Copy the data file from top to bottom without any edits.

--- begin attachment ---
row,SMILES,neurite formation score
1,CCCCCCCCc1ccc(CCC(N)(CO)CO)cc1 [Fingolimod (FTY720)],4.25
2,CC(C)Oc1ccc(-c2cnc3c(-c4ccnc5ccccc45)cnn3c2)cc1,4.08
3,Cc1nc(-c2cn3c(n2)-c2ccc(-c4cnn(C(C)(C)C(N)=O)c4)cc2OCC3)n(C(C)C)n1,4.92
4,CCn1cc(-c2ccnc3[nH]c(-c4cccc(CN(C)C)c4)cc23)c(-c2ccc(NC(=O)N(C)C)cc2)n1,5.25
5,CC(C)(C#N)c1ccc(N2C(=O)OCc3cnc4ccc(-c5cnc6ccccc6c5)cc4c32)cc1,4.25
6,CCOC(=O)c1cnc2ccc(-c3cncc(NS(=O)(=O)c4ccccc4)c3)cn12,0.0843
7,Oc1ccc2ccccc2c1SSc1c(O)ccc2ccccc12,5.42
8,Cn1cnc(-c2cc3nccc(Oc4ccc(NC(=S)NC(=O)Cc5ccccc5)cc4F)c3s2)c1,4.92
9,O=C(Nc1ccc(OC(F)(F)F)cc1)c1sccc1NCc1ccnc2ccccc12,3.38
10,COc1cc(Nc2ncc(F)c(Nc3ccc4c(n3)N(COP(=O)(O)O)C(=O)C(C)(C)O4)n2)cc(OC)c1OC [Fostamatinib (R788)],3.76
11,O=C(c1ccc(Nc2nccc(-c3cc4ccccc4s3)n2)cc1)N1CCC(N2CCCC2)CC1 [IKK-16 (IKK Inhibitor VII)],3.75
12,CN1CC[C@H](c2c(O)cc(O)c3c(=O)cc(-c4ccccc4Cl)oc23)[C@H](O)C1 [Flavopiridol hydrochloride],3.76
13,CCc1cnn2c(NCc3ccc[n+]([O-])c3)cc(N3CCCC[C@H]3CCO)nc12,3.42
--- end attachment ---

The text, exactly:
row,SMILES,neurite formation score
1,CCCCCCCCc1ccc(CCC(N)(CO)CO)cc1 [Fingolimod (FTY720)],4.25
2,CC(C)Oc1ccc(-c2cnc3c(-c4ccnc5ccccc45)cnn3c2)cc1,4.08
3,Cc1nc(-c2cn3c(n2)-c2ccc(-c4cnn(C(C)(C)C(N)=O)c4)cc2OCC3)n(C(C)C)n1,4.92
4,CCn1cc(-c2ccnc3[nH]c(-c4cccc(CN(C)C)c4)cc23)c(-c2ccc(NC(=O)N(C)C)cc2)n1,5.25
5,CC(C)(C#N)c1ccc(N2C(=O)OCc3cnc4ccc(-c5cnc6ccccc6c5)cc4c32)cc1,4.25
6,CCOC(=O)c1cnc2ccc(-c3cncc(NS(=O)(=O)c4ccccc4)c3)cn12,0.0843
7,Oc1ccc2ccccc2c1SSc1c(O)ccc2ccccc12,5.42
8,Cn1cnc(-c2cc3nccc(Oc4ccc(NC(=S)NC(=O)Cc5ccccc5)cc4F)c3s2)c1,4.92
9,O=C(Nc1ccc(OC(F)(F)F)cc1)c1sccc1NCc1ccnc2ccccc12,3.38
10,COc1cc(Nc2ncc(F)c(Nc3ccc4c(n3)N(COP(=O)(O)O)C(=O)C(C)(C)O4)n2)cc(OC)c1OC [Fostamatinib (R788)],3.76
11,O=C(c1ccc(Nc2nccc(-c3cc4ccccc4s3)n2)cc1)N1CCC(N2CCCC2)CC1 [IKK-16 (IKK Inhibitor VII)],3.75
12,CN1CC[C@H](c2c(O)cc(O)c3c(=O)cc(-c4ccccc4Cl)oc23)[C@H](O)C1 [Flavopiridol hydrochloride],3.76
13,CCc1cnn2c(NCc3ccc[n+]([O-])c3)cc(N3CCCC[C@H]3CCO)nc12,3.42